RLS symptoms fluctuate with the changing levels of estrogen in women. Within the menstrual cycle, estrogen concentrations vary significantly, and aggravation of RLS symptoms during the menstrual period was reported in 29% of RLS cases (19-20). Goecke et al. (2020) have recently reported that the degree of RLS (r=0.26, P<0.01) correlated with the severity of PMS (21). It has also been shown that PD patients have a higher prevalence of RLS than those without it. During menstruation, the release of prostaglandins by the endometrium causes an elevation in the amount and intensity of contractions in the uterus, leading to hypoxia and ischemia in the uterine muscles and consequently menstrual-associated pain. This increment in prostaglandin concentrations may implicate sleep complications, including RLS in PD (22). There have been reports of an association between RLS and menstrual pain disorders (20, 23), but no definitive underlying mechanism of this association has been found. Additionally, there is accumulating evidence supporting the strong association between menstrual-associated pain and neuropsychological complications such as depression, aggression, sleep disorders, and poor quality of life (QoL) in women. Previous studies also indicated the possibility of psychiatric comorbidity of PMS with panic disorder, mood, and anxiety states (18, 24-25).

The concurrent occurrence of psychological disorders related to PMS or menstrual problems possibly increases the adverse consequences of RLS and can be deleterious for the female’s physical and mental health.

The relationship between RLS, psychopathological states, and menstrual-corresponding problems in young women has not been comprehensively investigated previously. On the other hand, menstrual-associated complications are usually considered physiological pain and ignored by women. Regarding clinical relevance, psychological factors may be implicated in unsuccessful RLS treatment outcomes, as found, for instance, in other chronic pain states (26). Since the female side of RLS seems entirely momentous, this study aimed to determine the relationship between RLS and mood complications, menstrual patterns, and its associated symptoms among young women.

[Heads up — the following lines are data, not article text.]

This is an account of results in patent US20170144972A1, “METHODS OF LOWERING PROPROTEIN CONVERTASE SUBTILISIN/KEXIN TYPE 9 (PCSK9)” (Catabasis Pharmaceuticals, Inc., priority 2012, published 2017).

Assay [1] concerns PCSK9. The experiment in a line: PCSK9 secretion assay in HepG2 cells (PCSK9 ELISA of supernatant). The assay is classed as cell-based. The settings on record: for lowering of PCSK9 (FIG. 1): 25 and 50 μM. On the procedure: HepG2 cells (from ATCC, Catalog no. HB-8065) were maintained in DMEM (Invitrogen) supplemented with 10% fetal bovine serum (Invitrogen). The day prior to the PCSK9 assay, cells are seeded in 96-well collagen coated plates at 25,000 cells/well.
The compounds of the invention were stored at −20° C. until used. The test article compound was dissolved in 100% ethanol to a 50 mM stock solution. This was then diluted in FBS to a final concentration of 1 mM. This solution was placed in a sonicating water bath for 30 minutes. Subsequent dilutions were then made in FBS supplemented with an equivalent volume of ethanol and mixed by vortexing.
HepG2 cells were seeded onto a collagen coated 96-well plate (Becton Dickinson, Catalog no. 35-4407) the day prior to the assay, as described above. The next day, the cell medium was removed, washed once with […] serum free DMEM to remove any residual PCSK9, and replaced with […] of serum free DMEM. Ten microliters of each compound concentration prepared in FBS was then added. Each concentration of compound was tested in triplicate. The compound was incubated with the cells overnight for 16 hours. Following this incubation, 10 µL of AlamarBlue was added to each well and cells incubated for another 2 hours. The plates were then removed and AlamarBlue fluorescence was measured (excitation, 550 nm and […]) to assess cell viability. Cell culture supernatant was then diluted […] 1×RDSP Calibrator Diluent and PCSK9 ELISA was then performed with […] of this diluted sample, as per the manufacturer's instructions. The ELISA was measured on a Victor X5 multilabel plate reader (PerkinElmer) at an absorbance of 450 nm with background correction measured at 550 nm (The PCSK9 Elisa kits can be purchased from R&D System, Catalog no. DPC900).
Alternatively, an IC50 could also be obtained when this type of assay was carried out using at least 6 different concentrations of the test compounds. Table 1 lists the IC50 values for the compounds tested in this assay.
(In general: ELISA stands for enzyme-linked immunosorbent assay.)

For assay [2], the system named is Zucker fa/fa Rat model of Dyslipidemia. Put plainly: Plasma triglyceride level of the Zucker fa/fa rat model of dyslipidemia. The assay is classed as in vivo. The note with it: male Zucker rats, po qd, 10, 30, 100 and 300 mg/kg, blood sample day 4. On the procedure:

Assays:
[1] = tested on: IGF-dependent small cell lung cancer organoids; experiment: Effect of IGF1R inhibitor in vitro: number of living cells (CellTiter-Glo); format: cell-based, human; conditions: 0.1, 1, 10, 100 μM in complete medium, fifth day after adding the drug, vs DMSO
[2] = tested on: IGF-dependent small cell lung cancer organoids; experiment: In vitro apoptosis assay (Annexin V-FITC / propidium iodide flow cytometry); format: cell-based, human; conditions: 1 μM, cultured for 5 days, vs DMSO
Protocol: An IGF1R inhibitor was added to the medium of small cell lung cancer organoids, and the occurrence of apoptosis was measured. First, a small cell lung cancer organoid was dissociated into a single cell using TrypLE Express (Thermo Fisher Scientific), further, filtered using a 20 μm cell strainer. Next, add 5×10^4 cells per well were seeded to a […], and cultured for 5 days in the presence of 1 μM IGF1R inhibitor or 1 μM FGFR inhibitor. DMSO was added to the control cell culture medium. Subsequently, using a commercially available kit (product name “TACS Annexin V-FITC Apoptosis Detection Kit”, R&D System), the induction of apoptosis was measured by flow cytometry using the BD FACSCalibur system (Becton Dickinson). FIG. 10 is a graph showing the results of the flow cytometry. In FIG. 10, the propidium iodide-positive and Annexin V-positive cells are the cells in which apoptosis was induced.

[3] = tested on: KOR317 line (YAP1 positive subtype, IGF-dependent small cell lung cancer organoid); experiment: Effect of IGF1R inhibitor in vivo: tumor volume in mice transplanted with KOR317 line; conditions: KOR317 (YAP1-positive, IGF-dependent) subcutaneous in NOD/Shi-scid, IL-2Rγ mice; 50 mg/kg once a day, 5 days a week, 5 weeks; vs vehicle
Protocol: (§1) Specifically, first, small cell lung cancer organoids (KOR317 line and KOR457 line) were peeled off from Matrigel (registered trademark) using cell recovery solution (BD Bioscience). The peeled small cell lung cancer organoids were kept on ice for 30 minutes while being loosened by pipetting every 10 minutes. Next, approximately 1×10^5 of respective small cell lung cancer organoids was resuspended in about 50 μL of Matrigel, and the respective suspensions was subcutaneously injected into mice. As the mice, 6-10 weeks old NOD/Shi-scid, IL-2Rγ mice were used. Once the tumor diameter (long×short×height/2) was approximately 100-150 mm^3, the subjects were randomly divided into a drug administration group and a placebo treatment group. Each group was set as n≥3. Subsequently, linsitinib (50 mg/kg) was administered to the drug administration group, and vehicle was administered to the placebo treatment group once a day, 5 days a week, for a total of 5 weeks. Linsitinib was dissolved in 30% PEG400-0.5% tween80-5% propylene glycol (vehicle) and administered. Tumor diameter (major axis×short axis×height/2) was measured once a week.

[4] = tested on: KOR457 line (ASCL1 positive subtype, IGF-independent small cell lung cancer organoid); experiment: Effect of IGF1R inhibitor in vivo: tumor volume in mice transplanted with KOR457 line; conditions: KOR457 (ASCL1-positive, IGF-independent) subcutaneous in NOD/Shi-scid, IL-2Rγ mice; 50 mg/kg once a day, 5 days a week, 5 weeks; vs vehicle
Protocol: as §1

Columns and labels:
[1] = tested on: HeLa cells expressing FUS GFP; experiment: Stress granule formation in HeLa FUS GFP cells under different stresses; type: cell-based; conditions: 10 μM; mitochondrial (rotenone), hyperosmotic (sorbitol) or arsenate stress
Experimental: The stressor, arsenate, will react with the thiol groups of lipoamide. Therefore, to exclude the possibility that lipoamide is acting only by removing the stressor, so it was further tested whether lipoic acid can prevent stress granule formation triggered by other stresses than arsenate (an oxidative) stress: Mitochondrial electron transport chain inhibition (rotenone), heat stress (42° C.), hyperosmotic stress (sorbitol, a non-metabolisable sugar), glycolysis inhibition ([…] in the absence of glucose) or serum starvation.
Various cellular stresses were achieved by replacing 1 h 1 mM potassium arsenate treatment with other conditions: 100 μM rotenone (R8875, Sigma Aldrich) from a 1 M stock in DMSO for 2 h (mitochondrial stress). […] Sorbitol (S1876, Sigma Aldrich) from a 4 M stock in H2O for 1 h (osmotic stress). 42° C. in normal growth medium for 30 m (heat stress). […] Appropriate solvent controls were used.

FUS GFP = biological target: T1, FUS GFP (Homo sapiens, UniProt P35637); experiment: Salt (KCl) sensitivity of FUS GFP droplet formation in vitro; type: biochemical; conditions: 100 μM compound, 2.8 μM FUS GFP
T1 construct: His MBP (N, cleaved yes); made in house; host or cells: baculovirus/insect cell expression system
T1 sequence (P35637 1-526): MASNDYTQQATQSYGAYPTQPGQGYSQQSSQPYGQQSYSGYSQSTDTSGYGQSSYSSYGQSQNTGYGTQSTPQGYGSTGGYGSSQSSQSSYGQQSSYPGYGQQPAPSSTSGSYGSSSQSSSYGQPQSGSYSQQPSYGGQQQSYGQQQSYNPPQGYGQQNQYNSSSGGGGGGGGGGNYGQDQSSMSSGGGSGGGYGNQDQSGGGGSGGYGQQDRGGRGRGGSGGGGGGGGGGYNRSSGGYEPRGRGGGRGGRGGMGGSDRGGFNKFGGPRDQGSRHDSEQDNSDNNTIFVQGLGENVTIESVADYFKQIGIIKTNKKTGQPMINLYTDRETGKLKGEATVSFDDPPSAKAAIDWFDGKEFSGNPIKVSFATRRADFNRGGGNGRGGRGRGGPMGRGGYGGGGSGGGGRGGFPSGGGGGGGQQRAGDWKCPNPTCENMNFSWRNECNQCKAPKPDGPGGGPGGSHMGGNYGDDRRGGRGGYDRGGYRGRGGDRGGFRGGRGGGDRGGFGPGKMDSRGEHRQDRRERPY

Materials and Methods

This cross-sectional survey was conducted on young women living in Birjand city, Khorasan Province, Iran, from December 2019 to January 2020 (27). The Ethical Committee of Birjand University of Medical Sciences confirmed the study (Code: IR.BUMS.REC.1398.160).

The sample size needed to achieve 80% power and α′ = 0.05 (z value of 1.96) was calculated according to results from a former study (r=0.28 

between RLS with DASS-21 score) by PASS software (NCSS, Kaysville, UT, USA) (28). Concerning these assumptions at least 110 participants were essential.

The inclusion criteria were: young females, aged between 18-24 years, having a normal menstrual cycle, being single (unmarried), and providing written informed consent. The exclusion criteria were any acute or chronic disorders, particularly gynecological disorders, and taking any drug. Participants were chosen from five universities in Birjand using a multistage cluster sampling approach. In the first stage, a total of five out of 22 universities were randomly identified, and one class from each academic department (3 classes from each university) was randomly chosen for inclusion. In each class, nearly 10 students are randomly selected based on their student ID number. Universities, classes, and students were selected using computer-generated random numbers. All students in the selected classes (n = 150) were invited to participate in the research, and 118 (79%) met the inclusion criteria and were accepted to participate, making a final sample size of 118.

Demographic information of the participants was collected through face-to-face interviews. Anthropometric parameters, i.e., weight, height, waist, and hip circumference, were measured through excellently validated instruments and a standard protocol. Weight was measured wearing the least clothes and without shoes via a Seca digital scale. The height was record using a fixed measuring tape on the wall on standing position without shoes. Body mass index (BMI) was calculated as weight (kg)/height (m)2. Waist circumference was assessed using a flexible tape measure from the narrowest point between the lowest rib and the iliac crest. Waist-to-hip ratio was obtained by dividing the waist circumference by the hip circumference. Hip circumferences were measured at the level of the anterior superior iliac spine, where this could be felt, in a different way at the broadest circumference below the waist.

The clinical diagnosis of RLS was based on the National Institutes of Health's recommended diagnostic criteria for RLS, which is made up of four parts (29). Moreover, the severity of the symptoms of RLS was judged by using the validated International RLS Severity Scale (30-31). This questionnaire includes 10 items: 5 items pertain to symptom frequency and severity, and 5 items address the impact of bothering manifestations on aspects of daily life activities. The respondent rates each question on a scale of 0 to 4 for the last week, with scores ranging from 0 to 40. Due to the small sample size, subjects were categorized as severe/very severe (scores >21), moderate (score=10–20), mild (score=1-10), and none (score=0). The International RLS Study Group assessed the RLS Questionnaire's reliability, and its Cronbach's alpha was declared to be 0.93-0.98 (31). The reliability of the Persian language version of the RLS screening questionnaire has been confirmed by several studies; for instance, in the study by Habibzade et al. (2011) the content validity was estimated by ten experts and the reliability of the tool was accepted (Cronbach’s alpha coefficient of 0.97)  (32).